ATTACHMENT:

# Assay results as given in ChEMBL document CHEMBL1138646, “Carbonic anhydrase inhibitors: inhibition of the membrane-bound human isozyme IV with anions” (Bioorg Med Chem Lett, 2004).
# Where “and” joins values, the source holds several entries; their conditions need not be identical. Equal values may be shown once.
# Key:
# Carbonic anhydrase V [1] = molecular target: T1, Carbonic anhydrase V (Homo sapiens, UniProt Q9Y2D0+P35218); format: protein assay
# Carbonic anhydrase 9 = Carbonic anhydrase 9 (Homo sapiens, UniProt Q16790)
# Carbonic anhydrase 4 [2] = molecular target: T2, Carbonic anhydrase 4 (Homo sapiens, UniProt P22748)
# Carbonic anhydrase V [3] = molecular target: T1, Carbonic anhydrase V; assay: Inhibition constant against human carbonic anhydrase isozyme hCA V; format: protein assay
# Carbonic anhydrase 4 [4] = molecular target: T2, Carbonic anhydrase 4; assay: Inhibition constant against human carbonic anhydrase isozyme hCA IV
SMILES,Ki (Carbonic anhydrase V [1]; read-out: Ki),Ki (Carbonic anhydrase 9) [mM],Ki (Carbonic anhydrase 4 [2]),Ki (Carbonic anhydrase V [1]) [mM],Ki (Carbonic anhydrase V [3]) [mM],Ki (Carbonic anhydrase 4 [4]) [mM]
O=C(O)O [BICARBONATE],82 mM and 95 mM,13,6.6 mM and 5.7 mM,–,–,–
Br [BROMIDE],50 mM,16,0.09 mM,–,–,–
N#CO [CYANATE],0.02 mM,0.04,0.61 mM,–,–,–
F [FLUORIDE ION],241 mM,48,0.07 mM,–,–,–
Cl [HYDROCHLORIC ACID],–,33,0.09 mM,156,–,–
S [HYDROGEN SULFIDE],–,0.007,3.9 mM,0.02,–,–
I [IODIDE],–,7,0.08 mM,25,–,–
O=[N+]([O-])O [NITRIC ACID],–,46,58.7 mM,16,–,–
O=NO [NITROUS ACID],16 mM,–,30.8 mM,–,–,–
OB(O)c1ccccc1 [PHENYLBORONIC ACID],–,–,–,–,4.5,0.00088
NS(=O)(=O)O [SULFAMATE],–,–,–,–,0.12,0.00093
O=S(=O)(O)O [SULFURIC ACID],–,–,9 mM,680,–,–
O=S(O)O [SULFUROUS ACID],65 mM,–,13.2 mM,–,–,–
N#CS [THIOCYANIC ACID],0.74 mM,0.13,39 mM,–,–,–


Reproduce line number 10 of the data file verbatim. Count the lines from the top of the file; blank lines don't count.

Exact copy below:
O=C(O)O [BICARBONATE],82 mM and 95 mM,13,6.6 mM and 5.7 mM,–,–,–